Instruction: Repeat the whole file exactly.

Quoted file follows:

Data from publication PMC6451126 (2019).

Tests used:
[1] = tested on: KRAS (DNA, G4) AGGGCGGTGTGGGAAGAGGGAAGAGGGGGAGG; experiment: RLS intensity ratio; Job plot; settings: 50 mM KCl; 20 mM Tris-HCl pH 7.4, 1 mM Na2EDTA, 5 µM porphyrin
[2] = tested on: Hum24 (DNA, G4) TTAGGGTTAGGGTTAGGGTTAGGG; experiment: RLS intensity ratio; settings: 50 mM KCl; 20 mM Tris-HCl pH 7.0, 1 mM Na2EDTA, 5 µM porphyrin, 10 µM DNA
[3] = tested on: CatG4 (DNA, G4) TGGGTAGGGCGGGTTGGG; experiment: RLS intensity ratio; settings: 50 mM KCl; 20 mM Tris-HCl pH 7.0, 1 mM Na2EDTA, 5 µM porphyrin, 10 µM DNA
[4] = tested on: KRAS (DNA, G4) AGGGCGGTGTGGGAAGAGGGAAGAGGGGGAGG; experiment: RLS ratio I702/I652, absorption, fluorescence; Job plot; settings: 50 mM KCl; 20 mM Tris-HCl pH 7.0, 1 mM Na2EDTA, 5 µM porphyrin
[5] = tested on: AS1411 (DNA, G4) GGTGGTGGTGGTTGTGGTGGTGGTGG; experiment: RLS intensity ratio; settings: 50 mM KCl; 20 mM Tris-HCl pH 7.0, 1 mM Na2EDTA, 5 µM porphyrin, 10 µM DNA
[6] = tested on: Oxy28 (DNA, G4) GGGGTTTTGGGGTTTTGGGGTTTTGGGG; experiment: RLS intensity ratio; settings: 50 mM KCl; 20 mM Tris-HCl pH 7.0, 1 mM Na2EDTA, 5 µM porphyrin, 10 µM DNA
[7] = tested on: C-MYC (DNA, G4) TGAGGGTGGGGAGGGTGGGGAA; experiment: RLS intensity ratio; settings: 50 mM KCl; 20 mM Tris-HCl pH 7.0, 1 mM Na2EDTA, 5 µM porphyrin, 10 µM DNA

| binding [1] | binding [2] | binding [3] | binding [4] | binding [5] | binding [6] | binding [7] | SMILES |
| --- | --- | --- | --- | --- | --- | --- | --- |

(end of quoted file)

Data from publication PMC6451126 (2019).

Tests used:
[1] = tested on: KRAS (DNA, G4) AGGGCGGTGTGGGAAGAGGGAAGAGGGGGAGG; experiment: RLS intensity ratio; Job plot; settings: 50 mM KCl; 20 mM Tris-HCl pH 7.4, 1 mM Na2EDTA, 5 µM porphyrin
[2] = tested on: Hum24 (DNA, G4) TTAGGGTTAGGGTTAGGGTTAGGG; experiment: RLS intensity ratio; settings: 50 mM KCl; 20 mM Tris-HCl pH 7.0, 1 mM Na2EDTA, 5 µM porphyrin, 10 µM DNA
[3] = tested on: CatG4 (DNA, G4) TGGGTAGGGCGGGTTGGG; experiment: RLS intensity ratio; settings: 50 mM KCl; 20 mM Tris-HCl pH 7.0, 1 mM Na2EDTA, 5 µM porphyrin, 10 µM DNA
[4] = tested on: KRAS (DNA, G4) AGGGCGGTGTGGGAAGAGGGAAGAGGGGGAGG; experiment: RLS ratio I702/I652, absorption, fluorescence; Job plot; settings: 50 mM KCl; 20 mM Tris-HCl pH 7.0, 1 mM Na2EDTA, 5 µM porphyrin
[5] = tested on: AS1411 (DNA, G4) GGTGGTGGTGGTTGTGGTGGTGGTGG; experiment: RLS intensity ratio; settings: 50 mM KCl; 20 mM Tris-HCl pH 7.0, 1 mM Na2EDTA, 5 µM porphyrin, 10 µM DNA
[6] = tested on: Oxy28 (DNA, G4) GGGGTTTTGGGGTTTTGGGGTTTTGGGG; experiment: RLS intensity ratio; settings: 50 mM KCl; 20 mM Tris-HCl pH 7.0, 1 mM Na2EDTA, 5 µM porphyrin, 10 µM DNA
[7] = tested on: C-MYC (DNA, G4) TGAGGGTGGGGAGGGTGGGGAA; experiment: RLS intensity ratio; settings: 50 mM KCl; 20 mM Tris-HCl pH 7.0, 1 mM Na2EDTA, 5 µM porphyrin, 10 µM DNA

| binding [1] | binding [2] | binding [3] | binding [4] | binding [5] | binding [6] | binding [7] | SMILES |
| --- | --- | --- | --- | --- | --- | --- | --- |